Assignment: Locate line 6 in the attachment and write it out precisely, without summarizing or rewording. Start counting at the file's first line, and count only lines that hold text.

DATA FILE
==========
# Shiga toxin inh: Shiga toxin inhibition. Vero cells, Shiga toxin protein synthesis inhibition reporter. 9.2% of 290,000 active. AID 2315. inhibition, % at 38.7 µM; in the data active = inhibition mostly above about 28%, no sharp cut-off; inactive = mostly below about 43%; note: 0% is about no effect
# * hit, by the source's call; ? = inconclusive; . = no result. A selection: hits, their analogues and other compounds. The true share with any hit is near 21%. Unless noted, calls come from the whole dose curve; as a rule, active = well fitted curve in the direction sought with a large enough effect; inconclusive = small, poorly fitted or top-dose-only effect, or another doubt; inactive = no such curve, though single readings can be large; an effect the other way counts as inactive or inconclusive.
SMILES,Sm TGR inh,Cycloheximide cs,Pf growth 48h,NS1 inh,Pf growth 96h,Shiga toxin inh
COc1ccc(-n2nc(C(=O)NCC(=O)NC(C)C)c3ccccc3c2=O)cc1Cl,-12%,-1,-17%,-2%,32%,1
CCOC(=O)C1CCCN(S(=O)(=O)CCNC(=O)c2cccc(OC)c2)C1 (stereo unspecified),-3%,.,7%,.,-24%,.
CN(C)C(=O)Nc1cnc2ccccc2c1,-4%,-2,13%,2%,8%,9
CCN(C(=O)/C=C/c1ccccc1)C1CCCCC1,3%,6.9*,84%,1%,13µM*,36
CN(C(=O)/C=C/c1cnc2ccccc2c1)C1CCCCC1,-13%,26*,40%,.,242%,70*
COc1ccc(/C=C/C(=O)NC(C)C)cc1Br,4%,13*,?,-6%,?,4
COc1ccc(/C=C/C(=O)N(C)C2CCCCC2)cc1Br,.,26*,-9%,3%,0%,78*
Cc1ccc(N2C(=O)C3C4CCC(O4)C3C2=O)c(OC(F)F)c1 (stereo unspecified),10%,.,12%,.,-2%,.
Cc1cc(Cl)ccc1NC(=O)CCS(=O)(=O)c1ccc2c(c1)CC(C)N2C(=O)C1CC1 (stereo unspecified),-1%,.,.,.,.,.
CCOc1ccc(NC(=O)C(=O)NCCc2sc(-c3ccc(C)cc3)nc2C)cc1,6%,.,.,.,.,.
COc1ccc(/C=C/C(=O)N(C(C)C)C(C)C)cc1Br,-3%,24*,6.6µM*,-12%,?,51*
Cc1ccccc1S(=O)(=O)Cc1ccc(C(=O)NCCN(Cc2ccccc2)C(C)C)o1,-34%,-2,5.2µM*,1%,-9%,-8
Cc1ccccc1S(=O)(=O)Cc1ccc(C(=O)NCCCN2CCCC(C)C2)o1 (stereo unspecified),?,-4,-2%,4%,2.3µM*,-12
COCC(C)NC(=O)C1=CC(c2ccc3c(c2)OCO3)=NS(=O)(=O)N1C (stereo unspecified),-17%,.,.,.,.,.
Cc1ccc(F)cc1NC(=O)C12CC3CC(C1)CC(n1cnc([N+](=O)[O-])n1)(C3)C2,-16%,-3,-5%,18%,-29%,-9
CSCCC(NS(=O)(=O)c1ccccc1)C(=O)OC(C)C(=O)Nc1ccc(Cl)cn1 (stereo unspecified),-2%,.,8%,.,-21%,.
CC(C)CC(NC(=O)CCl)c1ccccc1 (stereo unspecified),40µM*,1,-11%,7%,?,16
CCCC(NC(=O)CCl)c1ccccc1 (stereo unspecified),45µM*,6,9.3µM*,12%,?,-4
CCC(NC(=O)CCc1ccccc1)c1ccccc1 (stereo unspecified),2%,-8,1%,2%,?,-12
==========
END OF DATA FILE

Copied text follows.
CN(C)C(=O)Nc1cnc2ccccc2c1,-4%,-2,13%,2%,8%,9